Our newest Municipal Court Judge appointed by Governor Quie, Deborah Hedlund, has fulfilled her uncle’s prophesy during her childhood, of a future judicial appointment—"All Deborahs should be judges because the Deborah in the Bible was a judge. So why don’t you grow up and become a judge?"
Deborah Hedlund joined 17 other Municipal Court Judges in Hennepin County on November 5, 1980, when Chief Judge Eugene Minenko presided over her swearing-in ceremony. Her new colleagues on the Municipal and District Court benches joined her family and friends in the celebration. Deborah’s father, Delmer Hedlund, robed his family’s first judge.
Becoming a judge is the most logical step in Deborah’s professional development. Being the first female in various educational endeavors became commonplace in Deborah’s life. While at Minnehaha Academy, she was the first female Senator sent to the National Congresses held for National Forensic League debaters. At the University of Minnesota Law School, from which she graduated in 1972, she excelled in endeavors such as moot court, where, under the direction of Professor Robert Morris, she was the only woman at Regional Moot Court Competitions.
With her strong social conscience, developed through inner-city Minneapolis schooling and a year of teaching in a violence-prone Kansas City, Missouri, high school where "something wild happened every day," Deborah wanted to become a public defender "in order to right all of the wrongs in our society." However, due to a quirk in staffing, Deborah ended up interning as a prosecutor in the Minneapolis City Attorney’s office. With the supervision of a staff attorney, on her first day Deborah had to try, on a moment’s notice, an appealed jury case.
The trial involved cases for charges of simple assault and breach of peace arising out of a University of Minnesota employee strike. The defendants if convicted were to serve a 5-year jail sentence for destruction of draft records. Past Hennepin County Bar President, Judge Ed Parker presided. Despite the shocking, irreverent, profanity-ridden behavior of the pro-se defendants who threw books at Judge Parker and wrestled with the bailiffs, and the "Prosecutor Persecutes Our Heroes" headlines of the Rolling Stone Magazine, Deborah survived. Today Deborah reflects, "How could I help but love litigation after the excitement of that first case?"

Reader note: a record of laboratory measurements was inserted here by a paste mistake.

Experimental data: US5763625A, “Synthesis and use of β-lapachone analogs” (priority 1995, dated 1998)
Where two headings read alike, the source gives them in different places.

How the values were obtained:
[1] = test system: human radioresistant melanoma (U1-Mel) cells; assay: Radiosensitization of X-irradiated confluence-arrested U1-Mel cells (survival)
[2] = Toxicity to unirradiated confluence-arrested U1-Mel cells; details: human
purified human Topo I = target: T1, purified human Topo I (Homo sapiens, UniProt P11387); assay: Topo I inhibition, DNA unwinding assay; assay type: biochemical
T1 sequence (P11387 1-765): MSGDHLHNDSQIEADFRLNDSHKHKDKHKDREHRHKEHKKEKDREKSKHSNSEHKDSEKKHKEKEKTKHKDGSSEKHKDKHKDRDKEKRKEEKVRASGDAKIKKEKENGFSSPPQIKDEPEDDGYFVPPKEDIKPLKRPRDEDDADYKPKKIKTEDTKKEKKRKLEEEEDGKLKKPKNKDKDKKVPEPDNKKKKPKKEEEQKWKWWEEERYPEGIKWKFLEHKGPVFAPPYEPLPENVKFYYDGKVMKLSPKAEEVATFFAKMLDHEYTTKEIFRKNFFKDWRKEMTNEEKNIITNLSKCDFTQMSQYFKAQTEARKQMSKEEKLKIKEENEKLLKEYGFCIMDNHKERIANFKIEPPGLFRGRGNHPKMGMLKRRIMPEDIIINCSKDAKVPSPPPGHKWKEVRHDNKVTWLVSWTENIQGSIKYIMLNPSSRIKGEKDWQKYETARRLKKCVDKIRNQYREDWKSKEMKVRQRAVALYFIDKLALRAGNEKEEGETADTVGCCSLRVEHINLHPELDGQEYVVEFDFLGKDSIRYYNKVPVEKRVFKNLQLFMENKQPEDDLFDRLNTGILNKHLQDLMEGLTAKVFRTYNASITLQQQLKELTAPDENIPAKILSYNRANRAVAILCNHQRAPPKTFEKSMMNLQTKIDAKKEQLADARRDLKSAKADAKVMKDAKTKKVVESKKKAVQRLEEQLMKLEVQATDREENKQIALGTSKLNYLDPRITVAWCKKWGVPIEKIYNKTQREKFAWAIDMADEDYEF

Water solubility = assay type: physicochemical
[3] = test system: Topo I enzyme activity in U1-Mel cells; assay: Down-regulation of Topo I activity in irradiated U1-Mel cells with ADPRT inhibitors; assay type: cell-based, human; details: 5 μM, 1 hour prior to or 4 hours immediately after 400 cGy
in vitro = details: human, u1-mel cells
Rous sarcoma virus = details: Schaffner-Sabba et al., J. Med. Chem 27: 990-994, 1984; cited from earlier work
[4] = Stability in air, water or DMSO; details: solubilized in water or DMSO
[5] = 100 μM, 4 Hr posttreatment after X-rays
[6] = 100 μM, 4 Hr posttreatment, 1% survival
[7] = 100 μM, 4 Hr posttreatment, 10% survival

Later she had the opportunity to serve as a Minnesota public defender for misdemeanors. After handling more than 400 court cases, she began private practice in Minneapolis.
In 1974, the Kimberly Clark Corporation headquartered in Neenah, Wisconsin, offered her a General Counsel’s position. For this international corporation, Deborah supervised lawyers in 35 countries and Federal litigation which included both criminal and civil matters filed by Federal agencies such as the Environmental Protection Agency, the Equal Employment Opportunity Commission, the Federal Trade Commission, and the Federal Communications Commission. Later, in her never-ending quest to build her litigation skills, Deborah joined the Minnetonka City Attorney’s Office. In 1976, she was appointed the City Attorney of Minnetonka. There she advised the City Council, Boards and Commissioners, City Manager and other City department heads. Additionally, she litigated civil matters in Hennepin County District Court and the Minnesota Supreme Court concerning condemnation, zoning and planning, labor relations, municipal liability, licensing, and construction contracts.